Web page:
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Dinosaur
05-13-02, 07:44 PM
A letter to the editors of Scientific American has interested me in conducting an experiment in what intelligent people believe. Emotionally, it seems to me that intelligence is a defense against insanity and belief in nonsense. Intellectually, I am reluctantly forced to realize that intelligent people can be insane and can believe in nonsense.

I have great respect for the intelligence of most of you who post at this site, making me think that this is a great place to try this experiment.

Please stop when asked your opinion, answering it in your mind without reading further. Then read on and consider the same question again. I am interested in knowing how many (if any) change their minds.

I have enjoyed science fiction, fantasy, and occult fiction for most of my life. However, I always tried to draw the line between what might be possible in the future and what just ainít gonna happen. The Star Trek Transporter and the Teleportation device in ďThe FlyĒ made wonderful fiction, but I never believed such devices were possible.

Do you believe that such a device is possible to some advanced technology?

The writer of the letter to SciAm pointed out that here are something like 1.000E24 atoms in a few grams of matter (1 followed by 24 zeros). Now a matter transporter would require scanning and recording the details of the object to be transported. Perhaps 100 basic machine language instructions per atom would be required. This is probably an underestimate for something as complex as a human being.

Say we want to teleport a human being weighing 70 kilograms (about 150 pounds) or 70,000 grams. At 1.00E24 atoms for a few grams, estimate 10,000*1.000E24 or 1.000E28 atoms. At 100 instructions per atom, this is 1.000E30 instructions. Now how fast do you expect computers to get?

Let us work the problem backwards for a while. Assume that future computers use a million CPUís working in parallel. Now each computer needs to do 1.000E24 computations. If we want to get the job done in a year, the CPU would have to do about 3.17E16 instructions per second, or one instruction in 3.156E-17 seconds. This is the time it takes light to travel about 3.719E-7 inches. I just do not expect computers to get any where near that fast.

So, it seems that it would take more than a year to do the computer processing required to record the necessary data prior to teleporting a human being. The letter writer was more pessimistic, he estimated 22 million years for the computations. I also happen to be pessimistic about the possibility of building the device which uses this data to do the job, but that requires a more esoteric analysis. Just considering the processing time, it does not look possible.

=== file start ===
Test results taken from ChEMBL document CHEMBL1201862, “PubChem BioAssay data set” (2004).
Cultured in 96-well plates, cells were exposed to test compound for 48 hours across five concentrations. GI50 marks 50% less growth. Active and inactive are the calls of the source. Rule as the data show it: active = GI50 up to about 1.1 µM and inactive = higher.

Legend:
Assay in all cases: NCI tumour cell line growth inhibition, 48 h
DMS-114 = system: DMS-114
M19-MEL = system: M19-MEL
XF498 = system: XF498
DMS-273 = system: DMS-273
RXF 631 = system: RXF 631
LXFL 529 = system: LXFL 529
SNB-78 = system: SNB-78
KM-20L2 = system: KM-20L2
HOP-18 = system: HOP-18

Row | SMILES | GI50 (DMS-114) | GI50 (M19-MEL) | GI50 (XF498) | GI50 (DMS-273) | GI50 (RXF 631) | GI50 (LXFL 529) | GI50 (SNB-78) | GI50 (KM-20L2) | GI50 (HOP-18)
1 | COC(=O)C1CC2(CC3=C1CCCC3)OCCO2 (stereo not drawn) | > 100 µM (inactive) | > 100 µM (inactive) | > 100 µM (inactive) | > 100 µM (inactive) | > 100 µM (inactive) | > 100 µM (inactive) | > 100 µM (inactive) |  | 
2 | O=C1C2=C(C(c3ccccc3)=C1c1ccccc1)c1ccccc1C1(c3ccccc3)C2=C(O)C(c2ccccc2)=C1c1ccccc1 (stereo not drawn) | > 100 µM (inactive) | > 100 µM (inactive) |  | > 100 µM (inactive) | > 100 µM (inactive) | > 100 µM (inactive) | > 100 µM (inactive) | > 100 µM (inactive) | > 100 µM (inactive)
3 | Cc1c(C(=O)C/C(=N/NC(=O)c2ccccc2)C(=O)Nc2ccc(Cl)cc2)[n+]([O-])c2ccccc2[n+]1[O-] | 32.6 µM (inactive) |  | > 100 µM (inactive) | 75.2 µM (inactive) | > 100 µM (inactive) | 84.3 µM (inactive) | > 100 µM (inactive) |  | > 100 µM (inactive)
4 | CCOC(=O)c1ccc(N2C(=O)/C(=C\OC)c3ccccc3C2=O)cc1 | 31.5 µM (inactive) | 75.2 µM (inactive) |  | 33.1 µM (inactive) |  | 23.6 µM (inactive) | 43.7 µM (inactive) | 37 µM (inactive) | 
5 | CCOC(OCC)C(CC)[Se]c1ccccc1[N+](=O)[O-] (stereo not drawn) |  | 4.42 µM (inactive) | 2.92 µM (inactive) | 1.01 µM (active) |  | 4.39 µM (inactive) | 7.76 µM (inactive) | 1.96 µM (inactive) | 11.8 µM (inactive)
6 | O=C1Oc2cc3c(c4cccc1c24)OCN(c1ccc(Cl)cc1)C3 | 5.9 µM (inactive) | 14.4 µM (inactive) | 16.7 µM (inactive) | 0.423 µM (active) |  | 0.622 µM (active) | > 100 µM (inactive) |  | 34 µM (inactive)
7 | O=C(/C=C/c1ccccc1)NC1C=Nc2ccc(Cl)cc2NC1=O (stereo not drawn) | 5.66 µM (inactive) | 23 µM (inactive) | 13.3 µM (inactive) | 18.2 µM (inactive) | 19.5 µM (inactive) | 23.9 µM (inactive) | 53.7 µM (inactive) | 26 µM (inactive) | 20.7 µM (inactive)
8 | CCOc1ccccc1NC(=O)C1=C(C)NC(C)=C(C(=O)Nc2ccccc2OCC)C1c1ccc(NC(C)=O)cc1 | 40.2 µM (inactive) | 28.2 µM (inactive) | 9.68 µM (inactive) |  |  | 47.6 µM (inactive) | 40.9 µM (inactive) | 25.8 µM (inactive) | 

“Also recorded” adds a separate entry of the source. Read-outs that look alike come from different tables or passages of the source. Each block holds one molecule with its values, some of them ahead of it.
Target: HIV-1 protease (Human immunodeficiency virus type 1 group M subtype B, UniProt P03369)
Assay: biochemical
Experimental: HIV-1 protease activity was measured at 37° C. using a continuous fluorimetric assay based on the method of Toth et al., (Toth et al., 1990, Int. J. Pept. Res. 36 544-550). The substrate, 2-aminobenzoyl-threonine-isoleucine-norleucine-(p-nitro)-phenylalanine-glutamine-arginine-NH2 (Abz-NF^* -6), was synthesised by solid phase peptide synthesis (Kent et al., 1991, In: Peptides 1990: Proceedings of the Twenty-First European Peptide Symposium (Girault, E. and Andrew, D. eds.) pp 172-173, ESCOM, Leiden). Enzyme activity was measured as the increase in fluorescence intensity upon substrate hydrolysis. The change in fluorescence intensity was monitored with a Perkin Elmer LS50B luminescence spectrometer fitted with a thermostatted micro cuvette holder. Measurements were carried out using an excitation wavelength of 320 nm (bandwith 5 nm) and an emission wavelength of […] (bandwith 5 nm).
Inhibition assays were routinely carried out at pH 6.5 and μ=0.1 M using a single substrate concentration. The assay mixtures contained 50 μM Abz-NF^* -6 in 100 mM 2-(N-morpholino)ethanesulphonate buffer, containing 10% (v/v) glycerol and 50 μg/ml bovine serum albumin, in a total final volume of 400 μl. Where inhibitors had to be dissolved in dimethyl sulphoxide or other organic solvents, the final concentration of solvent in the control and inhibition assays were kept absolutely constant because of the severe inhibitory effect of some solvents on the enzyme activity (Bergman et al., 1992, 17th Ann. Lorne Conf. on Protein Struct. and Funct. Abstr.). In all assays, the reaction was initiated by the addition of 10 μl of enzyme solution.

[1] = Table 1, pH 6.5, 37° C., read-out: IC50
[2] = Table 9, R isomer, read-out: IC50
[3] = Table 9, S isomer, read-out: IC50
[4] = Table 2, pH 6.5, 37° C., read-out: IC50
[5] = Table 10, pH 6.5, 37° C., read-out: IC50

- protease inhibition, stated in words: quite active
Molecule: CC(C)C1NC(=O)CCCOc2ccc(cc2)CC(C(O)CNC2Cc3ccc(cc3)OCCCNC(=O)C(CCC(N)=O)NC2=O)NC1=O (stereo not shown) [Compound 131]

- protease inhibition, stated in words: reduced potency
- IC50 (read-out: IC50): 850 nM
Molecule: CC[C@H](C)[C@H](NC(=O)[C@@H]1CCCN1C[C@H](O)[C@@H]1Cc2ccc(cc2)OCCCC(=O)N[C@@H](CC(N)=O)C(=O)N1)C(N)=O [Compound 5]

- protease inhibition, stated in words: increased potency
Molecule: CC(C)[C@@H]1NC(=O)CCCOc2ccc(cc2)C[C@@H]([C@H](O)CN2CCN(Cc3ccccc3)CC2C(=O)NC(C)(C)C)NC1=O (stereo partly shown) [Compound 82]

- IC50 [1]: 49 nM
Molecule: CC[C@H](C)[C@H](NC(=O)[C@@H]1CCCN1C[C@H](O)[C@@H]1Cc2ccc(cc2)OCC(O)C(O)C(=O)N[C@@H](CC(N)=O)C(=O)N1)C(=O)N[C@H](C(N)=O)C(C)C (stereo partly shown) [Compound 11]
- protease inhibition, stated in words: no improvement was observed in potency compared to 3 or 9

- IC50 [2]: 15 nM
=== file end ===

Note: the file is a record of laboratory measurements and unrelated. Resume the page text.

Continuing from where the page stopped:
Before reading the letter in SciAm, I was not a believer. I certainly am not one now.

How about the rest of you? Any believers in teleportation who changed their mind? Any who didnít change their mind? How many never did believe it was possible?

Adam
05-13-02, 08:03 PM
The second vote is mine, Possible But Unlikely. Why do I think that? I am very reluctant to declare anything impossible. We simply don't know enough yet to say certain things are impossible.

Do I think we can be broken down into bits and shot about through magic sunbeams? No. If this stuff ever happens, I expect bodies will be destroyed at one end and rebuilt at the other end according to a plan generated at the transmitter end. Will personality survive this? No idea. But in any case I think the whole thing is unlikely.

Fukushi
06-02-02, 05:09 PM
who didnít change their mind?
I didn't change my mind,...
I never 'believed',....I'm convinced that the latter is going to happen,...and if not by means of computations/sec than in an other way,...there are various ways of transporting or teleporting matter or bioenergy in my humble opinion,....

please don't ask me why,...experiance perhaps?

Thx
fukushi

Dinosaur
06-03-02, 09:59 AM
Fukushi: Are you suggesting knowledge or experience with some occult nonsense like astral projection, telekinesis, whatever?

Pollux V
06-03-02, 10:02 AM
I think the problem here is thinking in too much of a linear way. Computers, as we know them, may not be the only answer to organizing enough data to send someone from one place to another instantly. You have to keep in mind that the technology we see and use now is not all that there is or ever will be, that there are things yet to be invented that a good deal of us cannot comprehend [at this time].

But, using computers, faster ones, you say that it is possible to transport a person, it would just take a year. There lies your answer. The technology isn't very realistic or useful if it takes a year to get somewhere (unless it may be a distant planet) but it is possible, and that is the bottom line.

Joeman
06-03-02, 10:28 AM
It is possible. You just need a hysenberg compensator :D

It takes 400 megaquad of storage space also :D

JimmyJames
06-03-02, 10:30 AM